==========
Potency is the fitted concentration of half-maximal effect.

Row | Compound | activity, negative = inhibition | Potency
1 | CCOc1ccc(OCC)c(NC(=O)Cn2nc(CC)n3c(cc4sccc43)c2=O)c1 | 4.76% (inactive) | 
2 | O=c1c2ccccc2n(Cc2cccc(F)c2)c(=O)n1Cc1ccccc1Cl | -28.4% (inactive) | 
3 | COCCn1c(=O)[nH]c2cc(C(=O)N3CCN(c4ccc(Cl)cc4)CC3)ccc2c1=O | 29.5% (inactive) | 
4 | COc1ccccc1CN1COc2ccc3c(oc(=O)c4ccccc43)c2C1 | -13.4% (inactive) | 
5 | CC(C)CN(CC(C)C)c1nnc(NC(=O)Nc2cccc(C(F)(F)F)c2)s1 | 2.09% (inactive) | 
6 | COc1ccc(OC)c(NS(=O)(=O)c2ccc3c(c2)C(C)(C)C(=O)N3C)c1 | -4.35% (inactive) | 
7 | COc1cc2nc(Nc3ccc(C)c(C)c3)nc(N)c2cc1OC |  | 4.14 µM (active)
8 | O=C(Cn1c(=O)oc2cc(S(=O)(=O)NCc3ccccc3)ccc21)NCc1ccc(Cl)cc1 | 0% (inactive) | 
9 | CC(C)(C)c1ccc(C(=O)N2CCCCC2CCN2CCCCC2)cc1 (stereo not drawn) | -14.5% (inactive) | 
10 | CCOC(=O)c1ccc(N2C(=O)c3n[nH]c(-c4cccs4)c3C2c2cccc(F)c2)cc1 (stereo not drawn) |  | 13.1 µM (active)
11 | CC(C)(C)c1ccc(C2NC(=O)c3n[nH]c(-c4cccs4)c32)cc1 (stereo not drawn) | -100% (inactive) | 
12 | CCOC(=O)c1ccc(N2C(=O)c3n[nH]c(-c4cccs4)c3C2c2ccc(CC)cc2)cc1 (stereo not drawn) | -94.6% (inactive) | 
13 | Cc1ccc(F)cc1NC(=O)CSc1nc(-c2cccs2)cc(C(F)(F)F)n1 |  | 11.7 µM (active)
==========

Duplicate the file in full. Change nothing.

Potency is the fitted concentration of half-maximal effect.

Row | Compound | activity, negative = inhibition | Potency
1 | CCOc1ccc(OCC)c(NC(=O)Cn2nc(CC)n3c(cc4sccc43)c2=O)c1 | 4.76% (inactive) | 
2 | O=c1c2ccccc2n(Cc2cccc(F)c2)c(=O)n1Cc1ccccc1Cl | -28.4% (inactive) | 
3 | COCCn1c(=O)[nH]c2cc(C(=O)N3CCN(c4ccc(Cl)cc4)CC3)ccc2c1=O | 29.5% (inactive) | 
4 | COc1ccccc1CN1COc2ccc3c(oc(=O)c4ccccc43)c2C1 | -13.4% (inactive) | 
5 | CC(C)CN(CC(C)C)c1nnc(NC(=O)Nc2cccc(C(F)(F)F)c2)s1 | 2.09% (inactive) | 
6 | COc1ccc(OC)c(NS(=O)(=O)c2ccc3c(c2)C(C)(C)C(=O)N3C)c1 | -4.35% (inactive) | 
7 | COc1cc2nc(Nc3ccc(C)c(C)c3)nc(N)c2cc1OC |  | 4.14 µM (active)
8 | O=C(Cn1c(=O)oc2cc(S(=O)(=O)NCc3ccccc3)ccc21)NCc1ccc(Cl)cc1 | 0% (inactive) | 
9 | CC(C)(C)c1ccc(C(=O)N2CCCCC2CCN2CCCCC2)cc1 (stereo not drawn) | -14.5% (inactive) | 
10 | CCOC(=O)c1ccc(N2C(=O)c3n[nH]c(-c4cccs4)c3C2c2cccc(F)c2)cc1 (stereo not drawn) |  | 13.1 µM (active)
11 | CC(C)(C)c1ccc(C2NC(=O)c3n[nH]c(-c4cccs4)c32)cc1 (stereo not drawn) | -100% (inactive) | 
12 | CCOC(=O)c1ccc(N2C(=O)c3n[nH]c(-c4cccs4)c3C2c2ccc(CC)cc2)cc1 (stereo not drawn) | -94.6% (inactive) | 
13 | Cc1ccc(F)cc1NC(=O)CSc1nc(-c2cccs2)cc(C(F)(F)F)n1 |  | 11.7 µM (active)